- Absenteeism – it’s estimated that 17 million days of work are lost per year due to substance misuse.
- Low productivity levels – employees may reduce output in different tasks and become de-motivated.
- Inappropriate behaviour – some cases of substance abuse may lead to crime.
- Aggressive behaviour towards others – resulting in loss of employment / convictions
It’s evident that many who suffer from drug & alcohol abuse are in employment. Studies show 25% of those in employment were registered drug addicts with 3.3% of all adults aged 16-59 classified as frequent users.
Significant issues such as these provide growing concerns for employers to implement a workplace drug and alcohol policy, to ensure the welfare of each member of staff is considered. Under the Health & Safety Act 1874, employers have a responsibility to ensure the safety of their employees is fully met in order to maintain standards.
The importance of a workplace policy for drugs and alcohol can benefit employers by:
- Building relationships with employees by showing there is help and support available.
- Policies can raise awareness of issues in the business and can encourage staff members to take action if needed.
- It can reduce the number of sick employees, reduce staff turnover and increase productivity levels.
Speak with us directly
We understand that the importance of having a policy that suits the specific needs of your company. In order to fully achieve this, we offer a free policy review service, where we will review your company’s existing documentation to gain an understanding of how we can help going forward.
We are delighted to announce we will be attending the Safety & Health Expo 2018. The annual event, running from 19th – 21st June and held at the Excel London, is the UK’s largest health and safety event with over 13,500 national and international key industry professionals across construction, manufacturing, government and consulting.
By attending this prestigious event we hope to engage with a range of stakeholders to discuss how our drug & alcohol testing services can have a positive impact on your employees and business.
If you are attending this event and would like to speak with us, please stop by our stand M410 to speak with one of our experts.
Alternatively, if you would like to arrange a meeting with us prior to the event, please email us: firstname.lastname@example.org, and quote Safety & Health Expo 2018 at the beginning of your message.
For more information on workplace drug & alcohol testing, visit www.randoxtestingservices.com.
What makes Randox the successful, innovative and forward-thinking company it is today are the passionate, hard-working and talented staff we’re lucky enough to call our colleagues.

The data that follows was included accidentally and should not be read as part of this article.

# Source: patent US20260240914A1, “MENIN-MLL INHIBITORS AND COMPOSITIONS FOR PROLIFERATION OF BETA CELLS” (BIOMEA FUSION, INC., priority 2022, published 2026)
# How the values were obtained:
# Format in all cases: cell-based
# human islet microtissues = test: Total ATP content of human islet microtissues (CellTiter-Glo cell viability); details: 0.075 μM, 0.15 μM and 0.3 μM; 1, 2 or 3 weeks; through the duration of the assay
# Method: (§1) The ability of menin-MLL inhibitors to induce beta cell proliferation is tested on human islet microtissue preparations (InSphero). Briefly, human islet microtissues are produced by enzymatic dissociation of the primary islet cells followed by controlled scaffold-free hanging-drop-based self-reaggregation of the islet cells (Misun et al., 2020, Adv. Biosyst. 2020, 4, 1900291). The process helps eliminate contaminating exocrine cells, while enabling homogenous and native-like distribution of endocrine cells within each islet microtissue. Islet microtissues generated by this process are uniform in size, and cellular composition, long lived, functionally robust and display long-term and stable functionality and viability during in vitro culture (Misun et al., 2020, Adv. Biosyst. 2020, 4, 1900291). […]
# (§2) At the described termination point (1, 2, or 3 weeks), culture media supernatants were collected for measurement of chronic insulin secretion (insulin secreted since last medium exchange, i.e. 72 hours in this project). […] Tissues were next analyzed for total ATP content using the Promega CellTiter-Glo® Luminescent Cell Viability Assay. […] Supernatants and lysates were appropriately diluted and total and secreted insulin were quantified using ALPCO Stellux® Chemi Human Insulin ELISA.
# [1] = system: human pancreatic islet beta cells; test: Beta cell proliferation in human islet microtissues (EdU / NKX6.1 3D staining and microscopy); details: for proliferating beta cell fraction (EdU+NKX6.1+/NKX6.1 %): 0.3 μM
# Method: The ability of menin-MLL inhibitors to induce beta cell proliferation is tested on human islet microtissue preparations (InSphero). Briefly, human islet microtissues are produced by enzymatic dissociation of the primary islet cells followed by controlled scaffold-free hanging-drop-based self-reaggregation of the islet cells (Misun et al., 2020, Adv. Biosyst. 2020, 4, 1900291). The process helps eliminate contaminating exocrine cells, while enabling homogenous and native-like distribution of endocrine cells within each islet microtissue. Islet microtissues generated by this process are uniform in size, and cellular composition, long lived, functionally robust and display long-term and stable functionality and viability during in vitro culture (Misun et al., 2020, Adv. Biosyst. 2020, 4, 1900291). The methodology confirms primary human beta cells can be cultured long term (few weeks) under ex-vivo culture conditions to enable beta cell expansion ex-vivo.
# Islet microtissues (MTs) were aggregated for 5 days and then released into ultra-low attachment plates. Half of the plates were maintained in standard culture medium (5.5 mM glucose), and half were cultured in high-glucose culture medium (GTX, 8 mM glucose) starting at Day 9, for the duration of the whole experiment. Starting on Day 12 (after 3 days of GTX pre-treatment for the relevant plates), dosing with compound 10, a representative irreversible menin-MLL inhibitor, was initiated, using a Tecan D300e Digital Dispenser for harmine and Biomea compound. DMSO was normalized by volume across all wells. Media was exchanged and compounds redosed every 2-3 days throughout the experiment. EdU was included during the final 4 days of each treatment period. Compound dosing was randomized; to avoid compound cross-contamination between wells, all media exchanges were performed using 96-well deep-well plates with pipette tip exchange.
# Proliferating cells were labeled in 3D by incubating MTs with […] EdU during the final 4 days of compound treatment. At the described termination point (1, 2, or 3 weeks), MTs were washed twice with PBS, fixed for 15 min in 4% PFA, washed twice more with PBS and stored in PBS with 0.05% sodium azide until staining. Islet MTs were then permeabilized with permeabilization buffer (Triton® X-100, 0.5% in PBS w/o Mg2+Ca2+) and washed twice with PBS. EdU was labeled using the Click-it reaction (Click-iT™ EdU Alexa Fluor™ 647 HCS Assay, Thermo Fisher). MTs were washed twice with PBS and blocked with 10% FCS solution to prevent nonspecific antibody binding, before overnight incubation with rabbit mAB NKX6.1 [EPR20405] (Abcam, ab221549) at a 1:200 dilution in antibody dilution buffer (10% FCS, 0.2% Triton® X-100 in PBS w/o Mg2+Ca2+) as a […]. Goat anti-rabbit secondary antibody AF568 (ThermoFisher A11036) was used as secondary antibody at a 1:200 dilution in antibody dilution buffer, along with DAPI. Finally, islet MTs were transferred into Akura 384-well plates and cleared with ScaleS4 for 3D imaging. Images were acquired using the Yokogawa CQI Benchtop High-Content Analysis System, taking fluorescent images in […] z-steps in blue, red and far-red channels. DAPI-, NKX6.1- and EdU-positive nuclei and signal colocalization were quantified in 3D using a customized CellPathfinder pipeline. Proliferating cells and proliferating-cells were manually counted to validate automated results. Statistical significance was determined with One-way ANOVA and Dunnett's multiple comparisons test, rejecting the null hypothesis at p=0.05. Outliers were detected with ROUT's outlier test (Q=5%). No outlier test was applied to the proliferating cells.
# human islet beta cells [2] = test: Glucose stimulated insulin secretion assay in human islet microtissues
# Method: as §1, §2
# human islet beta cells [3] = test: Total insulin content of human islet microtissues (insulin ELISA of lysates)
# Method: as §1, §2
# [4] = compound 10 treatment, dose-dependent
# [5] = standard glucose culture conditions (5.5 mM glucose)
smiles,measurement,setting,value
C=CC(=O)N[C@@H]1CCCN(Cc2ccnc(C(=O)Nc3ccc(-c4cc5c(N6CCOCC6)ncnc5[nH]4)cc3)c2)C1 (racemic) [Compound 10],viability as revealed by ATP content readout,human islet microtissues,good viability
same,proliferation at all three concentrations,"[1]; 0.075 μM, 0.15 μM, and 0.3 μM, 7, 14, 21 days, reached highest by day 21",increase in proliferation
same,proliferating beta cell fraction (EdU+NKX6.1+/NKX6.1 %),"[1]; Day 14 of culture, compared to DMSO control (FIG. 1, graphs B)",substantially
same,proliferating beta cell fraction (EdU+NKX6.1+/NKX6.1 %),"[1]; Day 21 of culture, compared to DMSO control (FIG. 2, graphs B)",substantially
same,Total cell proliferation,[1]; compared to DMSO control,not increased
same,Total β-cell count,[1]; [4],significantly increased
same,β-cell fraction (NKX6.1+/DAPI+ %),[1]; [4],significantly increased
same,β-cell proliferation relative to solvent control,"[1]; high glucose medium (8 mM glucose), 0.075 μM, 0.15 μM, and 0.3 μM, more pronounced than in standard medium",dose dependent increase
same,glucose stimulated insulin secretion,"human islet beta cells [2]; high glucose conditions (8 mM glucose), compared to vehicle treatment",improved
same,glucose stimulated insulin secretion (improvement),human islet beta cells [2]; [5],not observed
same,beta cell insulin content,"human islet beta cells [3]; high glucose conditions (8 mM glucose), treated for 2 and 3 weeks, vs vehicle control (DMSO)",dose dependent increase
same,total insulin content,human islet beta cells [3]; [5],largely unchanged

Our staff are our best asset and across every division our team help to save lives – whether it be designing the newest Biochip to test for Alzheimer’s disease, developing the latest software for use in hospitals and universities or managing our global offices, to ensure our pioneering health technologies make their way across the world to where they are needed the most.
Our headquarters are in Northern Ireland, but we have teams based all over the world, including in Donegal, Ireland, where Dr Ciaran Richardson heads up the Research and Development Team.
We sat down with Ciaran to ask him about his role in Randox, to find out what inspired him to become a scientist, and of course to discover what makes working in Randox Teoranta in Donegal so special.
Ciaran, can you tell us a little bit about your role at Randox Teoranta?
My name is Ciaran Richardson and I am the Research and Development Manager at the Randox Teoranta facility based in Dungloe in County Donegal. I have some operational responsibilities at the facility but I primarily focus on working closely with the Research and Development scientists here. They use unique Randox technologies to develop next-generation diagnostic tests for prevalent human diseases such as stroke, cancer, Alzheimer’s disease, chronic kidney disease, gastrointestinal disorders and thyroid disease. What’s particularly interesting is that we don’t focus exclusively on human conditions. The team at Randox Teoranta is constantly evaluating new technologies and methodologies with a view to continuous evolving how we approach our work and we are currently developing veterinary diagnostic tests.
What kind of research takes place at Randox Teoranta?
More than 50% of the workforce in Dungloe are employed in Research and Development positions. Our teams of R&D scientists are using a world-first technology that is unique to Randox called Biochip Array Technology. This technology allows you to place multiple diagnostic tests on a single biochip and this can then be used to test for many different biomarkers in a sample of blood. This is in stark contrast to traditional diagnostic methods that perform one test at a time on a sample of blood.
But it’s not only scientific research that we undertake at Randox Teoranta. It is critically important that our hardware keeps pace with the new diagnostic tests that we are developing. We have a highly skilled team of R&D Engineers that are developing next generation diagnostic analyser systems for Randox. We have electronic, mechanical, embedded systems and software disciplines all working together to develop new analysers that enable effective and accurate reporting of results from our diagnostic tests.
We also have significant manufacturing capabilities at the site in Dungloe. We have a dedicated department for manufacture of the Randox biochips and a further department for manufacture of the Randox family of analyser systems.
What does a typical day look like for you?
I manage a broad spectrum of R&D projects so my days can be quite varied. I could be meeting with our different scientific teams or managing ongoing projects that we have with various collaborators throughout the world. R&D is a rewarding but challenging field and it is very important that we react quickly to problems as they arise. I therefore spend lots of my time meeting with the scientists to review data so that we can make strategic decisions to move things forward as efficiently as we can.